The Forgotten Side of Quality

Jeff Patton explains how Kano model is applied while adding features to a product:

The Kano Method separates product features into general categories. The three big ones are “must haves,” like: brakes on a car (we need those); “one-dimensional” items like gas mileage on a car (higher mileage is better); and attractive quality or “delighters” (leather seats in my German car are a delighter). The idea is that your product should have all the must haves, maximize the one-dimensionals, and toss in some delighters.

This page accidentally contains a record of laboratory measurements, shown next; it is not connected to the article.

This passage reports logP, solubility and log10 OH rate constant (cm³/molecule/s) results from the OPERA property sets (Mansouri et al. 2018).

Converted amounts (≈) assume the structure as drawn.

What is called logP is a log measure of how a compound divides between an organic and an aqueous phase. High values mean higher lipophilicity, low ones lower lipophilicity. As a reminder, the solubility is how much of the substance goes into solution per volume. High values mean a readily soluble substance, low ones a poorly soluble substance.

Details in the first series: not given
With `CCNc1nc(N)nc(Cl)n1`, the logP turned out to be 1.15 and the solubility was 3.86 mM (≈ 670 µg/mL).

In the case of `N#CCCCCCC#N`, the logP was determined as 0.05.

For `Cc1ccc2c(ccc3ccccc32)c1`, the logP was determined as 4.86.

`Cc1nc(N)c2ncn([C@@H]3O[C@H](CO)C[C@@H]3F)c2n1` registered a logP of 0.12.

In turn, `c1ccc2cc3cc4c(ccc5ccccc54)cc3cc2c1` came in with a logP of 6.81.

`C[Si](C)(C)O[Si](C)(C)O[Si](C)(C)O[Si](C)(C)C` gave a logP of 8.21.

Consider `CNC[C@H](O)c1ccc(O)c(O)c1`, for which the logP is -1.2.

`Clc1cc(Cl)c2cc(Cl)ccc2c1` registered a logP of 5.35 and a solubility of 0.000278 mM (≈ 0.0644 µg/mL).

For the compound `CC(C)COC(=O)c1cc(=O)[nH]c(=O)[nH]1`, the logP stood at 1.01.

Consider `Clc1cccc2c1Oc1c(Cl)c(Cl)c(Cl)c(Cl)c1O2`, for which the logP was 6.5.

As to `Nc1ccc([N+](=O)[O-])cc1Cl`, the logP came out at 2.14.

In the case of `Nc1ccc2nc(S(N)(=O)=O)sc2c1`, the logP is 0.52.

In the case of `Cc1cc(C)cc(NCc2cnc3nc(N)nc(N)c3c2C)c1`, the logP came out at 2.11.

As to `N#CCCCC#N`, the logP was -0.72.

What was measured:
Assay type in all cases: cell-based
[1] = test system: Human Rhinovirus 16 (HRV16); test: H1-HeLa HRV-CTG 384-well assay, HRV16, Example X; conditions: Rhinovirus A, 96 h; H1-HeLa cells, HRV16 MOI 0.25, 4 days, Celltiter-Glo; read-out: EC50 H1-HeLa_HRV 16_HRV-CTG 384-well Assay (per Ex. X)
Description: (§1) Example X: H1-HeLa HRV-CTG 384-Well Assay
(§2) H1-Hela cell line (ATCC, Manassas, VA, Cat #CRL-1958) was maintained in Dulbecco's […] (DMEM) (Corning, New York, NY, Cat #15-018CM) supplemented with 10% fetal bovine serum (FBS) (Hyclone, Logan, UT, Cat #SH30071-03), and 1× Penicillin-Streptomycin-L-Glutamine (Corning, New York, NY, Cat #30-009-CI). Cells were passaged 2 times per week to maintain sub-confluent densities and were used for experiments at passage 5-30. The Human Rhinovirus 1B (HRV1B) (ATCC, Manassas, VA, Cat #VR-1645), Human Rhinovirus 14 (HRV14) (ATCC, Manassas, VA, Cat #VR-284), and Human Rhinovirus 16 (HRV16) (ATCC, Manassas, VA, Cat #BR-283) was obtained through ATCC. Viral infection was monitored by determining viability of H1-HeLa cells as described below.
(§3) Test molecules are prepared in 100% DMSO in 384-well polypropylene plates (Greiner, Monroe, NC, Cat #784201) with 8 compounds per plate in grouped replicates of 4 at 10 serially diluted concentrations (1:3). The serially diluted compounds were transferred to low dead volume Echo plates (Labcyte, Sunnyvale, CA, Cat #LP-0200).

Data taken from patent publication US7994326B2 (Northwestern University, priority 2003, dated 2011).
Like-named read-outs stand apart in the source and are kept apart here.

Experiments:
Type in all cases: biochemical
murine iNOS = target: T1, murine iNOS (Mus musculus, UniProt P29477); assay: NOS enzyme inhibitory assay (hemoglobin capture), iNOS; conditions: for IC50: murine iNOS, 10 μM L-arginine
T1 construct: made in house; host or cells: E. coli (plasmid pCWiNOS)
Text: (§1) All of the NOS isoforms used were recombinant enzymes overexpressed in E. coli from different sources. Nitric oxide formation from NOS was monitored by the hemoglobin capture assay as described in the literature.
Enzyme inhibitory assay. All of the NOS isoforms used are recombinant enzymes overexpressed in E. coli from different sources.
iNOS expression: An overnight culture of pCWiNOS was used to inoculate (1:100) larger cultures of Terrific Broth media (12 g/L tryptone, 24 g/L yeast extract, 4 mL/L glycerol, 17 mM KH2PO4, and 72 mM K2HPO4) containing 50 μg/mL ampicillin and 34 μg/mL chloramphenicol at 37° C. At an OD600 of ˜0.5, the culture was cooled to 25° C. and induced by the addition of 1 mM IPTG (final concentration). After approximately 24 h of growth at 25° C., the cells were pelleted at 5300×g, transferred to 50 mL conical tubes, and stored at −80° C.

A common problem with most softwares and products, in general:

In software development, more features is often considered better. Since we’re consumed with the quantity of features, we often forget the quality of the software as a whole unit.

How to fix this problem:

  1. In a small group, brainstorm the major features of your product.
  2. Independently for each feature write your “grade” for the quality of the feature. Answer the following questions: Do you like the feature?; Do you like using it?; and Is it a valuable part of the product? Let your answers help you grade the feature with an A, B, C, or D, or fail it with an F.
  3. When done, discuss your grades with those in your group. Agree on a grade that best represents the group’s opinion of the quality of that feature.

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